February 3 is a day J.M, a Grade Six pupil at Joypot Primary in Githunguri, will never forget.
The day started out like any other day, but before evening came the worst had happened to him.
One of his teachers tried to pull out his testicles, leaving him badly injured.
Joypot Primary is located in Kamondo, a remote village around five kilometers from Ikinu market in Kiambu County.
The school run by a man named Daniel Matheka has no signboard, even the gate is unmarked.
At JM’s home in Kiambu town, the soft spoken 11-year-old boy welcomes us and then excuses himself to another room. He walks with difficulty, portraying the agony he has gone through for the past two months.
He walks with his legs spread out. Random pain in his groin now and again punctuates his day.
This has been his ordeal from the time a teacher squeezed his testicles hard to milk information from him. The teacher was investigating the loss of a wrist watch by his desk mate.
Trips in and out of hospital have become part of his his life now. Pain has kept him out of school on many occasions and lately he has been discharging blood in his urine. Because of that he, most of the time, stays indoors.
When he is not watching TV lying on his back at their newly rented house in Kiambu town, he is busy recording in a book the time the pain strikes. He was instructed to do so by a doctor, and it will inform the next course of action. JM’s family moved houses because hi mother feared for their lives.
“It was after games time that my desk mate misplaced his wrist watch,” says J.M.
“He had left it on the desk as we went for games, when he came back he did not find it and I was labelled a suspect alongside three other boys and reported to the teacher.’’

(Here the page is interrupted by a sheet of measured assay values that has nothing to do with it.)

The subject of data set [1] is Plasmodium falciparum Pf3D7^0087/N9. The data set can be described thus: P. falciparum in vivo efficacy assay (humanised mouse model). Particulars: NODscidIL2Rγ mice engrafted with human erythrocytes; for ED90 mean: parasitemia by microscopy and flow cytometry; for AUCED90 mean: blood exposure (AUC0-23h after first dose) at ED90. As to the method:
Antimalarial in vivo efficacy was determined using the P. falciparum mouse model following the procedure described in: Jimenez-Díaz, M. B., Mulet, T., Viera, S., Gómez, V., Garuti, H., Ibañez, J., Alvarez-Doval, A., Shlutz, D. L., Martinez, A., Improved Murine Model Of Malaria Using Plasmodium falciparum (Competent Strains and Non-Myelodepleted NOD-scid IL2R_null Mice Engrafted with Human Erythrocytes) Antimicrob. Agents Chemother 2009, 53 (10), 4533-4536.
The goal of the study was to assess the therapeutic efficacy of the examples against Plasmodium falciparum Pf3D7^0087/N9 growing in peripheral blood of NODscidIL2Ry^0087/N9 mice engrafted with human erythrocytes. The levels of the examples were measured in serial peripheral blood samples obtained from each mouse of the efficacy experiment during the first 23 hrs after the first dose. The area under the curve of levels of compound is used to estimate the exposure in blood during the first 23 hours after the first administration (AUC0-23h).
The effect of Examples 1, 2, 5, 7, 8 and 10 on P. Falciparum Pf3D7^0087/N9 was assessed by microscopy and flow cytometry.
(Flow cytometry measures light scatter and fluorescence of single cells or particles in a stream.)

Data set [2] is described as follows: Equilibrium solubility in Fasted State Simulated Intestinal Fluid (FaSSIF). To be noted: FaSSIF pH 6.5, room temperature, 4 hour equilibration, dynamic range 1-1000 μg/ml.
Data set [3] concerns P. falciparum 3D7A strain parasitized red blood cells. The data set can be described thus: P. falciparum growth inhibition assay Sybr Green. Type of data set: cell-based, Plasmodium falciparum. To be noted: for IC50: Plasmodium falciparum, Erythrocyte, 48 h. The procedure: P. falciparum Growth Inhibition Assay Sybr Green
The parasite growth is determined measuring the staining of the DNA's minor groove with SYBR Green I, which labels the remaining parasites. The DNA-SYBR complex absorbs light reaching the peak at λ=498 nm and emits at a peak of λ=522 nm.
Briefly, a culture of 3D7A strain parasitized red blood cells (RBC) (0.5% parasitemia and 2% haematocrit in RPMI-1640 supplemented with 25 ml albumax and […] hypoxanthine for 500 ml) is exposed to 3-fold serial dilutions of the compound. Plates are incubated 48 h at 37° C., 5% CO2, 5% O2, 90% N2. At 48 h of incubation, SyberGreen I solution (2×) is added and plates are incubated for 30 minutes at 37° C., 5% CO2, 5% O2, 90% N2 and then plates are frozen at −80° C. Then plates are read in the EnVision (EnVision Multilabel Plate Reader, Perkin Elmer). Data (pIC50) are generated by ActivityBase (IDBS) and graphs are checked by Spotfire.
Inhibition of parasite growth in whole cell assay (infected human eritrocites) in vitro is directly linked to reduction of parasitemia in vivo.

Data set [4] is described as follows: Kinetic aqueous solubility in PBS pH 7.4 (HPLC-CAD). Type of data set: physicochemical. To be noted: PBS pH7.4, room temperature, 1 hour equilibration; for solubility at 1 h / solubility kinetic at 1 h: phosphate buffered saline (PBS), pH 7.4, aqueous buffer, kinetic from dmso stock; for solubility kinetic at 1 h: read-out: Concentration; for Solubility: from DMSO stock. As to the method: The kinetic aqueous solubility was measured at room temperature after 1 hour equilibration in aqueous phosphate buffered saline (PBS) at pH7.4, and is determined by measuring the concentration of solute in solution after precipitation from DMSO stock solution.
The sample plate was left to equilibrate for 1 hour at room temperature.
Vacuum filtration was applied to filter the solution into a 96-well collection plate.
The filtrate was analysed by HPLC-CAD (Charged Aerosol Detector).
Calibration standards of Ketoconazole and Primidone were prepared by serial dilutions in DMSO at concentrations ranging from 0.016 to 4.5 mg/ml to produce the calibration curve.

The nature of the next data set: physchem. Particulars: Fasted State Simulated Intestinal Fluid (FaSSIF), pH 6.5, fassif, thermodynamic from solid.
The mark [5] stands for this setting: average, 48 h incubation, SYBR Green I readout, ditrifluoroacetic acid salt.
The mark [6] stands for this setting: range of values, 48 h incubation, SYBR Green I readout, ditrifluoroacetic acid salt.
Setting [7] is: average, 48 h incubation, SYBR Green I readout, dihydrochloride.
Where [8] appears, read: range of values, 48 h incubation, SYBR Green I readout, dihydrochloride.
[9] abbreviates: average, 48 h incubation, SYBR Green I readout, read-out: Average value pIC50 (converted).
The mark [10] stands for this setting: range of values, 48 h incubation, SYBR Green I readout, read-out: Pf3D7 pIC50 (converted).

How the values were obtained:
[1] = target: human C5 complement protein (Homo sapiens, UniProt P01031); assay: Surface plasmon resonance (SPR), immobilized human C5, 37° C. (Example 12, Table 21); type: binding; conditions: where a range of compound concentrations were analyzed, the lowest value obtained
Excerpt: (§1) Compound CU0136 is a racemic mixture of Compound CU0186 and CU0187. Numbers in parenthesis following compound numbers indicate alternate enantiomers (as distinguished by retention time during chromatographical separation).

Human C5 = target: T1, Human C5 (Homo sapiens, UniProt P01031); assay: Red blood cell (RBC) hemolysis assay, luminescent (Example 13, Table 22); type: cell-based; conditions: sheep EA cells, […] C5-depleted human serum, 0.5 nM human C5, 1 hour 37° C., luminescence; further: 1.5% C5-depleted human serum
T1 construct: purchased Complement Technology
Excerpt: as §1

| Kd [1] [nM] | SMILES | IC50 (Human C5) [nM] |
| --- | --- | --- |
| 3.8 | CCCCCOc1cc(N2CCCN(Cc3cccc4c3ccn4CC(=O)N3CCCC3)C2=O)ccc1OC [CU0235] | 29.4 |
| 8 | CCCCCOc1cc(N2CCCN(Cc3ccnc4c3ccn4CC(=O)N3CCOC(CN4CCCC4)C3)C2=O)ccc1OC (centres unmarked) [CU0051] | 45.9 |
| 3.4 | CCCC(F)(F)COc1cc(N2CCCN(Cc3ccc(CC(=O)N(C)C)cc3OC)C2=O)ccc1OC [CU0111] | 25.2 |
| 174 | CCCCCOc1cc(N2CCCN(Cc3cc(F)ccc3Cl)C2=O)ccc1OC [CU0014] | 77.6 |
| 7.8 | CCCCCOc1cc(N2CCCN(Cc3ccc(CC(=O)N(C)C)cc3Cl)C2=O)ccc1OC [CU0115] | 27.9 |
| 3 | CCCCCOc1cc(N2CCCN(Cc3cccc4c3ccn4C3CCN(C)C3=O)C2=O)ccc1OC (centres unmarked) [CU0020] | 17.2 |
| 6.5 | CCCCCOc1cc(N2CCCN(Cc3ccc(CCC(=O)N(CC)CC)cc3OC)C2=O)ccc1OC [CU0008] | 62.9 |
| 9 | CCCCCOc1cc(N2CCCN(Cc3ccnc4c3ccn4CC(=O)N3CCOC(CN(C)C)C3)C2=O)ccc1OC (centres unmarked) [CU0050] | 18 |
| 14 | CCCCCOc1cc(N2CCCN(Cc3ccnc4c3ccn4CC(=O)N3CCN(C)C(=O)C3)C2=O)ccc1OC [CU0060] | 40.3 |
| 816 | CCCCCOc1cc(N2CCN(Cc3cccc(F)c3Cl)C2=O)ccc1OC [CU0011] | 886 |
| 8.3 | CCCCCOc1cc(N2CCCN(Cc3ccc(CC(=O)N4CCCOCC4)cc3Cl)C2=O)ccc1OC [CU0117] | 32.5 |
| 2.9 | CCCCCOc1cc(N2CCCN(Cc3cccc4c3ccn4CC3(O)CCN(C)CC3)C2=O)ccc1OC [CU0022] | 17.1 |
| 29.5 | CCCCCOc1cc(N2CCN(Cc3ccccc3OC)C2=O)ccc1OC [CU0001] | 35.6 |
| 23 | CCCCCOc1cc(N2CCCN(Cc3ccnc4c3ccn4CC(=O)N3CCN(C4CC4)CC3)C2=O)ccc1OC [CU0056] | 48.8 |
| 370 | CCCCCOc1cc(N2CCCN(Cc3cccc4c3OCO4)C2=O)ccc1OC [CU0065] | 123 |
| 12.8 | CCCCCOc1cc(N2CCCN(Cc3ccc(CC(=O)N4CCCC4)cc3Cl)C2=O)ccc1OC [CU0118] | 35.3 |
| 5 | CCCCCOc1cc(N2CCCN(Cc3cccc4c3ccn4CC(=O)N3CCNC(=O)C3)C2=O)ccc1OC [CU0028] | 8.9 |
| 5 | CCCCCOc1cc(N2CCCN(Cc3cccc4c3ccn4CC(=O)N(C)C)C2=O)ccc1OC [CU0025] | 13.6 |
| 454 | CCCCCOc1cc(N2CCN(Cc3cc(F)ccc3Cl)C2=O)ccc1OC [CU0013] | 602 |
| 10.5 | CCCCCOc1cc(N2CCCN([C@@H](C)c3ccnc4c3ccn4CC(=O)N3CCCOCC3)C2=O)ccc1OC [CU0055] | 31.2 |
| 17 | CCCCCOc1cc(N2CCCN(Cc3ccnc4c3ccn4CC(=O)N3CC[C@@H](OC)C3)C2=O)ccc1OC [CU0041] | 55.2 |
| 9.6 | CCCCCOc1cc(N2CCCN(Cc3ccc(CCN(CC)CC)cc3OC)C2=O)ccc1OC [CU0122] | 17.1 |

The four boys were called in front of the whole class by a teacher and he started frisking them. When he found none of them with the watch, he went for their trousers and held their testicles one after another.
“He squeezed the first boy’s testicles and he screamed,” J.M says.
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“He reached out to me but I persevered as he tightly gripped mine, squeezing and looking at my face, it was painful.’’
Because J.M did not scream like the first boy, the teacher loosened his hand and gripped it one more time to inflict more pain. As he held him, the left testicle slid off his hand. A medical report shows JM sustained soft tissue damages.
The watch was later found in another class in the hands of different boy.
J.M did not report his ordeal to his grandmother with whom he lived until his pain became unbearable, five days later. He could not concentrate in class. He had to go to the same teacher who had molested him to seek permission to seek treatment.
Lydia Wambui, J.M’s mother, took him to Kiambu Level Five Hospital for pain management but on February 20, he was transferred to another private facility.
The records from the hospital indicate that he was discharging blood and had suffered testicular dysfunction, a condition caused by injury and trauma to the testicles.
“I have to stop going to work to make sure my son’s pain is controlled, When pain strikes, he cries like a small baby, and it hurts me a lot.” The mother tells The Standard.
This is not the only case against the school, on February 28, another case of abuse by a teacher at the same school was reported at Kawaida Police Post. The case involved a Grade Three pupil. The teacher fled after realising that he had been reported to the police.
When contacted for comment, the Director of the school Daniel Matheka Mwau told The Standard that he was out in Machakos and would only give his comment about the matter after he returned to the school. When we sought him out later in the week he was unavailable and could not be reached on phone.
Blood in urine
JM’s mother told The Standard that the last private hospital they visited gave them a pain management ointment and some tablets. She claimed the frequency of the pain attacks and blood in the urine may lead to removal of the affected testicle.
“We have a book where we’re recording the frequency of pain, as was advised by the doctor. But the shocker was that if the pain persists like it is now, the doctor said the affected testicle may be removed before it affects the other testicle because they’re connected by tissues,” she said.
J.M and his mother are now waiting for the verdict of the doctor on whether the injuries caused will be treated or the testicle will be removed.
However, attempts to transfer the victim to another school have also hit a snag as the school has refused to write a transfer letter and wants the boy back to the same school
J.M is afraid of even meeting the teacher who squeezed his testicles, causing him untold suffering.